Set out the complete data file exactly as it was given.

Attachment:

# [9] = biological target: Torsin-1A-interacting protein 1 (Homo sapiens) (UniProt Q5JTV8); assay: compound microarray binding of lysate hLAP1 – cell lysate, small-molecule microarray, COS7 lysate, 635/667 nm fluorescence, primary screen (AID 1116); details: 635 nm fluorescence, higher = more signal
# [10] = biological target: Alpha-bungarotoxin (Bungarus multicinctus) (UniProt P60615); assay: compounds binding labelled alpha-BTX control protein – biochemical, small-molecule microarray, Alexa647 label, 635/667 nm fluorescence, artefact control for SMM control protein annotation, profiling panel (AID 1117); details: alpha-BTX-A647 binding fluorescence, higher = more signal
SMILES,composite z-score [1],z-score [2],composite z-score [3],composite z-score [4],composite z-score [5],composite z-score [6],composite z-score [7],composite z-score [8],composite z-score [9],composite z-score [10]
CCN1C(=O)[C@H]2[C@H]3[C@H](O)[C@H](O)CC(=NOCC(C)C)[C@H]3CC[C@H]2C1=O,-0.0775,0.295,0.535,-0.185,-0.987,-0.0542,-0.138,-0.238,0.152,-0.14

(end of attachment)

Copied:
# [9] = biological target: Torsin-1A-interacting protein 1 (Homo sapiens) (UniProt Q5JTV8); assay: compound microarray binding of lysate hLAP1 – cell lysate, small-molecule microarray, COS7 lysate, 635/667 nm fluorescence, primary screen (AID 1116); details: 635 nm fluorescence, higher = more signal
# [10] = biological target: Alpha-bungarotoxin (Bungarus multicinctus) (UniProt P60615); assay: compounds binding labelled alpha-BTX control protein – biochemical, small-molecule microarray, Alexa647 label, 635/667 nm fluorescence, artefact control for SMM control protein annotation, profiling panel (AID 1117); details: alpha-BTX-A647 binding fluorescence, higher = more signal
SMILES,composite z-score [1],z-score [2],composite z-score [3],composite z-score [4],composite z-score [5],composite z-score [6],composite z-score [7],composite z-score [8],composite z-score [9],composite z-score [10]
CCN1C(=O)[C@H]2[C@H]3[C@H](O)[C@H](O)CC(=NOCC(C)C)[C@H]3CC[C@H]2C1=O,-0.0775,0.295,0.535,-0.185,-0.987,-0.0542,-0.138,-0.238,0.152,-0.14